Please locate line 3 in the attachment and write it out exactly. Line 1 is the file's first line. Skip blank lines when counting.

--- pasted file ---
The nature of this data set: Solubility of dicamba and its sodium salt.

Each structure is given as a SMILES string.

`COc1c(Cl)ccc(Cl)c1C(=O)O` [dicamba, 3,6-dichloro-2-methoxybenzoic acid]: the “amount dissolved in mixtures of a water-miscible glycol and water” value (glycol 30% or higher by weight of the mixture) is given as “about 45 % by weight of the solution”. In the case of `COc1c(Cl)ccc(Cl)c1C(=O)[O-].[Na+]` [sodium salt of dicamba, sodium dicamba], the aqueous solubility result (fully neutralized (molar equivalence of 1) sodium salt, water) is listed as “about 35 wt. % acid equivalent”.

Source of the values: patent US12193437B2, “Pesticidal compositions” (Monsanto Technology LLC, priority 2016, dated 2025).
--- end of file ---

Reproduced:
`COc1c(Cl)ccc(Cl)c1C(=O)O` [dicamba, 3,6-dichloro-2-methoxybenzoic acid]: the “amount dissolved in mixtures of a water-miscible glycol and water” value (glycol 30% or higher by weight of the mixture) is given as “about 45 % by weight of the solution”. In the case of `COc1c(Cl)ccc(Cl)c1C(=O)[O-].[Na+]` [sodium salt of dicamba, sodium dicamba], the aqueous solubility result (fully neutralized (molar equivalence of 1) sodium salt, water) is listed as “about 35 wt. % acid equivalent”.